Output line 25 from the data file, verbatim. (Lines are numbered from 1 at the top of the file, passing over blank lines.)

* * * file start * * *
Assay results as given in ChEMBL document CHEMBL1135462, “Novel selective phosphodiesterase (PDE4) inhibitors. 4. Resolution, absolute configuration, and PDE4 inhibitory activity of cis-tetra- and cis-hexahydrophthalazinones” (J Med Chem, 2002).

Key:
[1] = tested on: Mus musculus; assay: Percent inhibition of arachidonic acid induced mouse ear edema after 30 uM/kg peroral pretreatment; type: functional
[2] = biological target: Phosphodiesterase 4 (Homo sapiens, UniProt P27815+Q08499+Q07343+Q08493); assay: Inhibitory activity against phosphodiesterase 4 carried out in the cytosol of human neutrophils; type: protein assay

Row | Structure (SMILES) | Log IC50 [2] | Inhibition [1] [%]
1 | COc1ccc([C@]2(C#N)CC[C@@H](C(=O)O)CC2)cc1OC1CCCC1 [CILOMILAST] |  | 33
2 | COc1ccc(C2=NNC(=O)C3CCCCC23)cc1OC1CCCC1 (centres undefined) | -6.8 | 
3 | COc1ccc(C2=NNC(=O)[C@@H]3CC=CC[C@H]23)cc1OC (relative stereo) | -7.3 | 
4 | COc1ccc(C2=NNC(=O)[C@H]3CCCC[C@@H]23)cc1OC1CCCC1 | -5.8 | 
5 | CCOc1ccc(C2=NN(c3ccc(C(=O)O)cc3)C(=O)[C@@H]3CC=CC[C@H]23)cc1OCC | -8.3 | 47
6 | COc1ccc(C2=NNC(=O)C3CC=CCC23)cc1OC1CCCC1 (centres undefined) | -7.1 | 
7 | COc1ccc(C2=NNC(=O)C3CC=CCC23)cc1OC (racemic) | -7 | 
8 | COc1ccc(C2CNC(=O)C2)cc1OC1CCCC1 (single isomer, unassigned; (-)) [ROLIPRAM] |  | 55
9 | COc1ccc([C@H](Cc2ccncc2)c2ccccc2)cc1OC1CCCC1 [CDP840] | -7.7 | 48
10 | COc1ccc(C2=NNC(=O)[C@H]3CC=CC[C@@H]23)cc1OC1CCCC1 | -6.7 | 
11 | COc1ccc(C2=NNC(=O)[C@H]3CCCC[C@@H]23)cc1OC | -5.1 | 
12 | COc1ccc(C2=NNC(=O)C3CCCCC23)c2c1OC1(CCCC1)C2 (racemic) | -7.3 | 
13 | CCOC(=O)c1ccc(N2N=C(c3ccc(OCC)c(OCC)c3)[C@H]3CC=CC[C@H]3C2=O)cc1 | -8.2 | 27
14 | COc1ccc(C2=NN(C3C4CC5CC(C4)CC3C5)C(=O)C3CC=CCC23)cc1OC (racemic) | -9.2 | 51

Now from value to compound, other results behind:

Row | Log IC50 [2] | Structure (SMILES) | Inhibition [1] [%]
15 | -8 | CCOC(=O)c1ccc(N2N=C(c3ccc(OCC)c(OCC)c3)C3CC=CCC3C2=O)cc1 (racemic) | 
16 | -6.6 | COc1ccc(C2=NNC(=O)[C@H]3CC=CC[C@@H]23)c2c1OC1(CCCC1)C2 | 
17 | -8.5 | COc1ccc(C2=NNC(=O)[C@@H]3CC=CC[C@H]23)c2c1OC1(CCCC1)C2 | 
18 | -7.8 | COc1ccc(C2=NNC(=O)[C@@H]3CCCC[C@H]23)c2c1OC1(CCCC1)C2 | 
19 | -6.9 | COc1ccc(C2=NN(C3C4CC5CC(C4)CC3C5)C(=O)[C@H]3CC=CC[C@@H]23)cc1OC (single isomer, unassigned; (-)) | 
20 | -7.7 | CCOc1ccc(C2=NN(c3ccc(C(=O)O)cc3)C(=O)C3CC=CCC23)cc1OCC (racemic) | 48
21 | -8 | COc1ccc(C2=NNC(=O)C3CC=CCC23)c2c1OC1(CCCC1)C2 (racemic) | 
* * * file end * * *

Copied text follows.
18 | -7.8 | COc1ccc(C2=NNC(=O)[C@@H]3CCCC[C@H]23)c2c1OC1(CCCC1)C2 | 